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Severe Consequence of a False Claim to United States Citizenship

16 November 2012 No Comment

Too often I see cases where a person is faced with being totally inadmissible to the United States for the minor act of claiming U.S. citizenship when in fact they are not citizens. This is a dangerous mistake that some immigrants make; whether they are undocumented or permanent residents, this can cause serious issues down the road. Thanks to the unforgiving section 212(a)(6)(C) of the Immigration and Nationality Act (INA), any foreign national who falsely claims to be a U.S. citizen for any purpose or benefit, is permanently inadmissible to the U.S.. Such a claim also makes the person removable from the U.S. The law covers all false U.S. citizenship claims made on or after September 30, 1996. The worst part: there are no waivers to overcome the bar. Here are some common scenarios where this occurs:

• On an I-9 application for employment
• At the border, when a non-citizen presents documents belonging to a U.S. citizen.
• Registering to vote (only U.S. citizens are eligible to vote)

U.S. immigration laws are filled with waivers that offer atonement for wrongdoing. While a non-citizen who is convicted of crimes involving moral turpitude can apply for a waiver, a person who has falsely claimed to be a U.S. citizen cannot apply for such waivers because it does not exist. In essence, immigrants (undocumented and visa holders alike) must resist the temptation of making a false claim of U.S. citizenship to any person, whether a government official or private individual. This minor act will deem the individual inadmissible and subject them to removal/deportation proceedings. Granted, the temptation is high in situations regarding employment but the stake is even higher. Such a mistake has the potential to create a lifetime bar on most immigration benefits. Even if years pass without being caught, there is no statute of limitation for immigration violations.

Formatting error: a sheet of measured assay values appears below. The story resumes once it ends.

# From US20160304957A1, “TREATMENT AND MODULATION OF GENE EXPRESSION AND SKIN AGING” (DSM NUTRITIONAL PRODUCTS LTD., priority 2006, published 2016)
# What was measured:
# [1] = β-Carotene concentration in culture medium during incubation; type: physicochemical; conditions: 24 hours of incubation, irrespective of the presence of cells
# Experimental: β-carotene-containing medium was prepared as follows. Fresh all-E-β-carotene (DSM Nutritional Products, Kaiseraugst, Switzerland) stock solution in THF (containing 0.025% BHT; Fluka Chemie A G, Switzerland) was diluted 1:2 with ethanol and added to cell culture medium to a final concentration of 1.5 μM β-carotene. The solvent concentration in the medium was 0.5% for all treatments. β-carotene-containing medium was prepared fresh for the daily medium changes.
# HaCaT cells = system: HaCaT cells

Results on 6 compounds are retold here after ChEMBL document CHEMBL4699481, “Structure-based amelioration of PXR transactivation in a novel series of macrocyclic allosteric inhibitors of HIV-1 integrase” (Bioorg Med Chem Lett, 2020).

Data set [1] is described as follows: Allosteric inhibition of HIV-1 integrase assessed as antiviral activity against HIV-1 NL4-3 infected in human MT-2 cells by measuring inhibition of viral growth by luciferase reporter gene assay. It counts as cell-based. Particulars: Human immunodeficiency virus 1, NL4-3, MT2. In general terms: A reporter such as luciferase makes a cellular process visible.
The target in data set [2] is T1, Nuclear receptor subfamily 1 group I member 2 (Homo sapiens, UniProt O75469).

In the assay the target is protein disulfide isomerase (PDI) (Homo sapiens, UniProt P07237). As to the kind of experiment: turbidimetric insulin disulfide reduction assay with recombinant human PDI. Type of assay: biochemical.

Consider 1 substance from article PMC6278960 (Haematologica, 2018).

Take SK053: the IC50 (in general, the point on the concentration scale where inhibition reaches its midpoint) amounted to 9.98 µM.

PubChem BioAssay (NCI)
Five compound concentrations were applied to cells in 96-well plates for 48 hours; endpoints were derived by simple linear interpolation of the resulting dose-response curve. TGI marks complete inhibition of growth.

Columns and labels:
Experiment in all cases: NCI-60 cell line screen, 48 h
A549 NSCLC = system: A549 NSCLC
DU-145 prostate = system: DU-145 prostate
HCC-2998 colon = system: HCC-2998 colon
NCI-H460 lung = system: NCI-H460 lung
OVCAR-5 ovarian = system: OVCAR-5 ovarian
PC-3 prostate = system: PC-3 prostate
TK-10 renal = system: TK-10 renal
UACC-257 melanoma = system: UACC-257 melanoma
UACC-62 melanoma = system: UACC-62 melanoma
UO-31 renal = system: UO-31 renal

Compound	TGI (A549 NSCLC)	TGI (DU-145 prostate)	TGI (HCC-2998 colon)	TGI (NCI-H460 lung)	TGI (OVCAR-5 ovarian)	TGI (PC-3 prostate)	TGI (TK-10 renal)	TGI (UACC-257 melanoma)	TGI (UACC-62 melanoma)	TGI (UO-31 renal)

While there are no waivers for this charge, there are certain defenses (and one exception) that can be raised. Even still, these defenses are strictly interpreted. Only an experienced immigration attorney will be able to successfully win a case involving a false claim to citizenship. On a positive note, there has been word that DHS is implementing a new policy that will shield certain minors from a false claim charge. This possible change comes at a good time when massive numbers of young immigrants are taking advantage of the new DACA policy.

*Attorney Advertising: Prior results do not guarantee a future, similar outcome.

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